The government and most employers generally respected freedom of association and the right to bargain collectively. Parties freely engaged in collective bargaining, and there were no reports that the government or parties interfered in the functioning of workers’ organizations.

The Confederation of Estonian Trade Unions alleged frequent violations of trade union rights in the private sector during the year. Confederation officials claimed antiunion behavior was widespread. They also reported that some enterprises advised workers against forming trade unions, threatening them with dismissal or a reduction in wages if they did, or promising benefits if they did not.

The law prohibits forced or compulsory labor, and the government effectively enforced the law. Authorities prosecuted and convicted five persons for labor-related trafficking crimes during the year. Penalties for human trafficking and forced-labor offenses were sufficient to deter violations, but sentences often failed to reflect the seriousness of the crime.

See also the Department of State’s Trafficking in Persons Report at https://www.state.gov/trafficking-in-persons-report/.

The law prohibits the worst forms of child labor. In most cases, the legal minimum age for employment is 18. A 2017 amendment to the law removed several restrictions on hiring minors and made it possible for companies to apply for support for minors’ salaries. Minors who have graduated from basic school may work full time. Fifteen- to 17-year-old children may work, depending on whether the child is still at school. Seven- to 12-year-old children may engage in light work in the areas of culture, art, sports, or advertising with the consent of the Labor Inspectorate. Minors may not perform hazardous work, such as handling explosive substances, working with wild animals, etc. The law limits the hours that children may work and prohibits overtime or night work. The Labor Inspectorate is responsible for enforcing these laws. The government effectively enforced laws and policies to protect children from exploitation in the workplace. The Labor Inspectorate monitored whether the conditions for child workers were appropriate.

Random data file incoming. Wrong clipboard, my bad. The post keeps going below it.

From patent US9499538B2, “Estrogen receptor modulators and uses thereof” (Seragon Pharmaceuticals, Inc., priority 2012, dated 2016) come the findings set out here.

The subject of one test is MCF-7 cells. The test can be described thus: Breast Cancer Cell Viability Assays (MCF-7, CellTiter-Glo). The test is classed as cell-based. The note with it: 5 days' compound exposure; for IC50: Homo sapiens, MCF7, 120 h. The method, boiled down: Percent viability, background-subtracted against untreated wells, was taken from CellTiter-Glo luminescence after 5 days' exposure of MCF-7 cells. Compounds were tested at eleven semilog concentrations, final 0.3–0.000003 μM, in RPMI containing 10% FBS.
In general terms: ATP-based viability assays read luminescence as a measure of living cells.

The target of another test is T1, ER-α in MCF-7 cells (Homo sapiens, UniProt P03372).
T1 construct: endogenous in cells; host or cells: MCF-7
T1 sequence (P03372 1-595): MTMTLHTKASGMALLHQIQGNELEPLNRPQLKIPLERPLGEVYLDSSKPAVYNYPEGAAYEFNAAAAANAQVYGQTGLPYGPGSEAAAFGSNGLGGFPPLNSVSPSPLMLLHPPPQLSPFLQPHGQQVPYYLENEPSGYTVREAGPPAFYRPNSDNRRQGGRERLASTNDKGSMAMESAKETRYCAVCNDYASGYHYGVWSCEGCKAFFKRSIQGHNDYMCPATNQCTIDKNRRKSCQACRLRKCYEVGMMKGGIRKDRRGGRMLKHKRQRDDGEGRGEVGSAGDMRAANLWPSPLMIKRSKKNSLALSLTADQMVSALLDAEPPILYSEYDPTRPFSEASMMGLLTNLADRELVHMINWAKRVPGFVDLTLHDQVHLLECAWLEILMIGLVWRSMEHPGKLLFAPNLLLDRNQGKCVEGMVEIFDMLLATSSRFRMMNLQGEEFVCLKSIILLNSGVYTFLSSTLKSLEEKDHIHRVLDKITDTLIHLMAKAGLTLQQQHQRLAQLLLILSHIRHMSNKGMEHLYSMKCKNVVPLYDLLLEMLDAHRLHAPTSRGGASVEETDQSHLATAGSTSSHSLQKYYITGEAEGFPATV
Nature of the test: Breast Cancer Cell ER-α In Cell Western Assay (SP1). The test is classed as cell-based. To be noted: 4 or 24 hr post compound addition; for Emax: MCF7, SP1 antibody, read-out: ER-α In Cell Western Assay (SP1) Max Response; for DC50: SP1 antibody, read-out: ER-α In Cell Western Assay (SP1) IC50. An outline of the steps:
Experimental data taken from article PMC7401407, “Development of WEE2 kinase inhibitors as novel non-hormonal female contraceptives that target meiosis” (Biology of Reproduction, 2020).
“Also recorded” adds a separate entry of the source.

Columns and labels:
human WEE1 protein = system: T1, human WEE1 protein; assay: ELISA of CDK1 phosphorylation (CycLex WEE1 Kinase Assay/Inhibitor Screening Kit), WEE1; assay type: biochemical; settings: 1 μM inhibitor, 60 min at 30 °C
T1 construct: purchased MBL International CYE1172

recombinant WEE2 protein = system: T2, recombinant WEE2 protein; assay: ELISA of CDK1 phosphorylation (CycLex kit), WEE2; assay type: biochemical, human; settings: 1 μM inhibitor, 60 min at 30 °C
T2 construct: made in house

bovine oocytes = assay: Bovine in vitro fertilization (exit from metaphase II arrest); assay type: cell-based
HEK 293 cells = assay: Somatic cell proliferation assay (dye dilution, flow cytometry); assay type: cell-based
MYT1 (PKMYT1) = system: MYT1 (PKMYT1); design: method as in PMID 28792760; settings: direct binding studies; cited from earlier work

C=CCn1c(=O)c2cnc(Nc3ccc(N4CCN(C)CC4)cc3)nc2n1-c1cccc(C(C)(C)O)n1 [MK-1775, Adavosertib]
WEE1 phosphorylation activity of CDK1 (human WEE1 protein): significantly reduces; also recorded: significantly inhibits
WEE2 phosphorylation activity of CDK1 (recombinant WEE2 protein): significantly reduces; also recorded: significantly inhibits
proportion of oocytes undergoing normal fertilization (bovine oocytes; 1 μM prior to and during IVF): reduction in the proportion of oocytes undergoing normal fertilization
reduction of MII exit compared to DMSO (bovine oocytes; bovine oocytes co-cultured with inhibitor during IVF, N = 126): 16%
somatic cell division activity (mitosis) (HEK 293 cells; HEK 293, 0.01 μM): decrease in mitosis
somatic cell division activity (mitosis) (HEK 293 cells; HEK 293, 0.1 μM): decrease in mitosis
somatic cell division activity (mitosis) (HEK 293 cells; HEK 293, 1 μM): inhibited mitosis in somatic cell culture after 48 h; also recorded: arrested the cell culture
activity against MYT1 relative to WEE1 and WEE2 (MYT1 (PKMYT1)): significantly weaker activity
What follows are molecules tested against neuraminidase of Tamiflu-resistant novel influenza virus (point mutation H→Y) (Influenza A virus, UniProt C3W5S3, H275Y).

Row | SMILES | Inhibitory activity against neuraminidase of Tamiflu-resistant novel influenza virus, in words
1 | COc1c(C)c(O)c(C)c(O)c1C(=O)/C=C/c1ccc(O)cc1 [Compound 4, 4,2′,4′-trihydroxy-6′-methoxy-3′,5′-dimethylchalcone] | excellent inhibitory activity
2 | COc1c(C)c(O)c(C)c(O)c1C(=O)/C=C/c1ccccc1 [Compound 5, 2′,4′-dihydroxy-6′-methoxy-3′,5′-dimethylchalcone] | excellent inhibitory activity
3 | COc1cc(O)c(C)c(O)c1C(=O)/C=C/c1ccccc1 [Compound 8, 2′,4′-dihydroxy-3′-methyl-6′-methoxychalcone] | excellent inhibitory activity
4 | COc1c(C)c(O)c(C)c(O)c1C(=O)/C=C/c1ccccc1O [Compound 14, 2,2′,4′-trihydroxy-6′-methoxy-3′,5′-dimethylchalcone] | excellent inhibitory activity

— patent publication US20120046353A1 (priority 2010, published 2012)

d. Discrimination with Respect to Employment and Occupation

The law prohibits discrimination in respect of employment and occupation. The government generally enforced the law prohibiting discrimination in employment and occupation, and penalties were sufficient to deter violations. If workers claimed discrimination and turned to the courts, and the Labor Inspectorate or gender equality commissioner and the appropriate institution found the suit justified, workers were indemnified by employers. With respect to employment or occupation, labor laws and regulations require employers to protect employees against discrimination, follow the principle of equal treatment, and promote equal treatment and gender equality. Nevertheless, discrimination in employment or occupation occurred with respect to age, gender, disability, ethnicity, and language (see section 6), and there were complaints to the gender and equal treatment commissioner, the legal chancellor, and the Labor Inspectorate.